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  • Camruinn Morgan-Rumsey

Book Review: The Magicians

Hey everyone,

If you know me, then you know I’m a sucker for fantasy novels, and especially urban fantasy novels (urban fantasy is like regular fantasy, except it takes place in modern times. Think Lord of the Rings versus Harry Potter).

So in that vain, I figured that today I would talk about something I’ve been a little obsessed with for the past little while: The Magicians.

Before I go any further, let me just say: this trilogy is a real winner. If you like engaging plot and interesting, well-fleshed-out characters, do yourself a favor and track down a copy of the first book (also titled The Magicians). I sprinted through all three books in about a week, and I’m still starving for more.

For those of you that need a bit more than just a recommendation, The Magicians is a trilogy of urban fantasy books by Lev Grossman about Quentin Coldwater, a young man who learns magic at an upstate New York college, and I love it like a new favorite pair of shoes.

Now I understand that that simple plot summary on its own might be enough to dissuade you from stepping anywhere near the thing. I get that they just sound like yet another mish-mash of cookie-cutter plot devices that just ooze fantasy stereotype, but trust me when I say The Magicians is special. It does something most average fantasy books fail to do and what each and every great fantasy book succeeds to do; it takes the focus off the fantasy.

See, what makes The Magicians so cool isn’t the flashy magic or the wild settings, in fact, there really isn’t much of that in the books. What makes The Magicians so great is its characters.

At its core, the series isn’t really all that dependent on Quentin’s ability to shoot fireballs, or his adventures in the Narnia-esque Fillory; The Magicians is first and foremost a story about a kid and his weirdo friends figuring out who they are. There’s the real kind of character development here that’s pretty rare in most stories. If someone were to take away all the magic and adventure from these books, they’d still have a really solid character study about a group of assholes figuring out how to not be assholes anymore.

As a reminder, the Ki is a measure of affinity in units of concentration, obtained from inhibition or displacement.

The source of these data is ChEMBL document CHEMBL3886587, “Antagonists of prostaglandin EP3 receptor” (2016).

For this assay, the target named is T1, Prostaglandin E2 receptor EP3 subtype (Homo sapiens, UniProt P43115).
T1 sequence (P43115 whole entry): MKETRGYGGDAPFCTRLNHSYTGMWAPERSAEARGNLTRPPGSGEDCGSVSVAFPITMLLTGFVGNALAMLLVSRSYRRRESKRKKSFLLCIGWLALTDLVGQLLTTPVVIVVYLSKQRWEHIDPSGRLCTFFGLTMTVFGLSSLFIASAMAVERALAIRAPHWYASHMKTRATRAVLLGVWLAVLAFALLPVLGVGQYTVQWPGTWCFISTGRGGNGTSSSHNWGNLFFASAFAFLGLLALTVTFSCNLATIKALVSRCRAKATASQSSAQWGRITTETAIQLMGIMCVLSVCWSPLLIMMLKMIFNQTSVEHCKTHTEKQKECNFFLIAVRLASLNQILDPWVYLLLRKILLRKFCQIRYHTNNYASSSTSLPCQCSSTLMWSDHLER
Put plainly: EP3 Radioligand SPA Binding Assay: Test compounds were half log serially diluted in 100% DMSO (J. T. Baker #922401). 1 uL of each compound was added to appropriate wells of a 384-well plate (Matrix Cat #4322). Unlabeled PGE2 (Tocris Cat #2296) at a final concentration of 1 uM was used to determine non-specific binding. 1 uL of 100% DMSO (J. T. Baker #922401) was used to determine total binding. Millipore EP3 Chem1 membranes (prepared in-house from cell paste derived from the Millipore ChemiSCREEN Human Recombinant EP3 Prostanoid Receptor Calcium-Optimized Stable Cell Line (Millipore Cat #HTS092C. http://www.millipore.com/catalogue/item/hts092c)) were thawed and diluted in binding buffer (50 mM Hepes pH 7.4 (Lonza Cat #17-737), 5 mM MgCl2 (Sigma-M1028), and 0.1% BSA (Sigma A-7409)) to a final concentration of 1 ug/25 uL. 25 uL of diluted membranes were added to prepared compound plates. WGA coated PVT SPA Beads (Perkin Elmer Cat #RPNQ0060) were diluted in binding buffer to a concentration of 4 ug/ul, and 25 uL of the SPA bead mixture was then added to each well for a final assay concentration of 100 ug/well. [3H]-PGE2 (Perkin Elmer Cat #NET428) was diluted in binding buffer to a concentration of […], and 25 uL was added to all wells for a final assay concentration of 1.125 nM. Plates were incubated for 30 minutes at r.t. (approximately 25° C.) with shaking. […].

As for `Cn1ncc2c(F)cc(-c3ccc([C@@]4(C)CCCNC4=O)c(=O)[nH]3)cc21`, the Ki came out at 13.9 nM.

Full disclosure, these books aren’t for the faint of heart. They can get pretty dark at times (which, honestly, might be one of the major reasons I like them so much). In the first book alone Quentin sort of goes off the rails, almost ruining his life in the process. But they tend to end on happier notes, all the characters the wiser for their mistakes.

I should also mention that there is a Syfy show based on the books, but I haven’t really delved that deep into it, so I’ll reserve judgement until a later post.

There’s not really much more I can say before I get into Spoiler Territory, but just know that Grossman really did make something (sigh) magical when he wrote these books. They get a solid five stars from me— go check them out.

- Camruinn

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